Best of Artemis, week ending 8th July 2012

by Artemis on July 9, 2012

The last week has seen a diverse mix of news stories on Artemis as we covered new catastrophe bonds, the flow of investor capital into the reinsurance sector, longevity risk in Japan, discuss flood cat bonds again, look at regulatory issues and highlight some ILS funds shutting to new investors. Here are the ten most popular articles from the last seven days on Artemis.

Top ten most viewed articles on Artemis.bm, week ending 8th July 2012:

  1. Marked increase in flow of capital into non-traditional vehicles and catastrophe bonds
    Reinsurance broker Willis Re, the reinsurance arm of Willis Group Holdings, has published its 1st View mid-year renewals report which looks at the 1st June and 1st July reinsurance renewal periods and comments on findings on rate movements, availability of coverage and conditions in both the traditional reinsurance market and non-traditional capital markets backed convergence reinsurance segments.
  2. Sarasin Cat Bond Fund becomes second ILS fund to restrict subscriptions
    A second insurance-linked securities investment fund with a focus on catastrophe bonds as its assets has restricted new subscriptions in the last week due to a lack of primary market cat bond issuance.
  3. $2.118 billion catastrophe bond issuance in Q2, year to date hits $3.61 billion
    We’re now into July and so can report on the volume of catastrophe bonds that were issued during the second quarter of 2012. After a record Q1 the second quarter, while not hitting record levels, has reached a very healthy $2.118 billion of new catastrophe bond issuance according to transactions recorded in our Deal Directory.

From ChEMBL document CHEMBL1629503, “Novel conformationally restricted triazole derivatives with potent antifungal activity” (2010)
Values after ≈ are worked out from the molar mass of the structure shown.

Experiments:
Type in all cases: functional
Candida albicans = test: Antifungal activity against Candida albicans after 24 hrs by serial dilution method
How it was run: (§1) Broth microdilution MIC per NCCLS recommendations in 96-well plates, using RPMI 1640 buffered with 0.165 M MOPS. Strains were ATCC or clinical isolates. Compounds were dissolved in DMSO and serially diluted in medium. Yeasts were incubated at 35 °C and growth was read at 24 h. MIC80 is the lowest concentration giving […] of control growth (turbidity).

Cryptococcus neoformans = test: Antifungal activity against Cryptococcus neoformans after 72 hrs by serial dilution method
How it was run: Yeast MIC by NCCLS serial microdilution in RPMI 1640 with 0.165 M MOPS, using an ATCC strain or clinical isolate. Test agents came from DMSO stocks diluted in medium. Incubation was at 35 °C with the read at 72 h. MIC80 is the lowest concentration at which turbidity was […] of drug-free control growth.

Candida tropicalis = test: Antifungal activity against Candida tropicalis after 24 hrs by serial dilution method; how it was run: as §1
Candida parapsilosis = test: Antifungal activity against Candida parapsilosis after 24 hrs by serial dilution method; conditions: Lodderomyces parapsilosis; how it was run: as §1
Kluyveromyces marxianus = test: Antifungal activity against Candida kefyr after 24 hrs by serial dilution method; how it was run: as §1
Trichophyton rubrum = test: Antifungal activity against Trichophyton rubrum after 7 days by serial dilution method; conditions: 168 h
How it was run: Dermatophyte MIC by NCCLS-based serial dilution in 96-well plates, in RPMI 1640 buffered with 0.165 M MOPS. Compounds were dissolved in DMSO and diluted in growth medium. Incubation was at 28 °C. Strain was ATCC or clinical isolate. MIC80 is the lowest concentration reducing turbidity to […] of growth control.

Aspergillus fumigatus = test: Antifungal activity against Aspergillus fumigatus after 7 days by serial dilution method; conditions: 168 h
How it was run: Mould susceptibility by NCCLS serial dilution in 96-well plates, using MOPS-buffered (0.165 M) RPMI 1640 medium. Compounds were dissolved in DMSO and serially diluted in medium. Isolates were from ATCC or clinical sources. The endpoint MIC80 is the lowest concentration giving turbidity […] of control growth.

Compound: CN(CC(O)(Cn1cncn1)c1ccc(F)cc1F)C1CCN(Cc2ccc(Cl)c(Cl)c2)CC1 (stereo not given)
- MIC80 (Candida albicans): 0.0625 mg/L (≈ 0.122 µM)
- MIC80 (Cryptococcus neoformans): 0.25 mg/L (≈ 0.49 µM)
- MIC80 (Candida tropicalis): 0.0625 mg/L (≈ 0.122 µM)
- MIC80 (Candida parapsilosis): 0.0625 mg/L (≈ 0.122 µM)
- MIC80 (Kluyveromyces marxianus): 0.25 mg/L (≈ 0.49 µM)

4. NFIP extension could see more U.S. flood risk move to private reinsurance markets
    Just over a week ago, the two U.S. houses of Congress passed a bill which will see the National Flood Insurance Program (NFIP) officially extended for another five years with some reforms enacted to it as well.
  5. Have catastrophe bonds become competition for traditional reinsurance?
    The risk transfer provided by a catastrophe bond or insurance-linked security transaction can be looked at as a form of insurance or reinsurance depending on who the issuer or sponsor is. But have we now reached a tipping point where cat bonds and ILS are in competition with more traditional sources of reinsurance?
  6. Guernsey, a leader in captives and protected cells, targets insurance-linked securities
    Guernsey, one of the Channel Islands which sits in the English Channel south of the UK and close to France, is one of the world’s leading locations for licensing and domicile of international insurance entities. The island is seeing strong growth in those numbers and has identified an opportunity to grow further with insurance-linked securities.
  7. U.S. Treasury requests comments on global reinsurance market
    As part of the Dodd-Frank Act the U.S. Treasury are required to provide a report to Congress on the breadth and scope of the global reinsurance market and the critical role reinsurance plays in supporting the provision of insurance in the United States. The Federal Insurance Office have issued a request for comment giving the reinsurance industry and any interested parties the chance to have their voice heard.
  8. GAM to operate waiting list on subscriptions to catastrophe bond fund
    Investment manager GAM have announced that they are going to be operating a waiting list on new subscriptions to their GAM Star Cat Bond fund due to capacity constraints in the sector.
  9. Munich Re brings Queen Street VI Re Ltd. catastrophe bond to market
    Just when we thought the primary market for catastrophe bond and insurance-linked securities issuance was getting quiet a transaction comes along in the form of reinsurer Munich Re’s latest Queen Street deal. Queen Street VI Re Ltd. has just begun marketing.
  10. Japanese pension funds need to begin hedging longevity risk
    The largest public pension fund in the world, Japan’s Government Pension Investment Fund (GPIF), is becoming a perfect example of the need for Japan to adopt longevity risk management and longevity hedging strategies urgently in order to be able to meet their growing liabilities.

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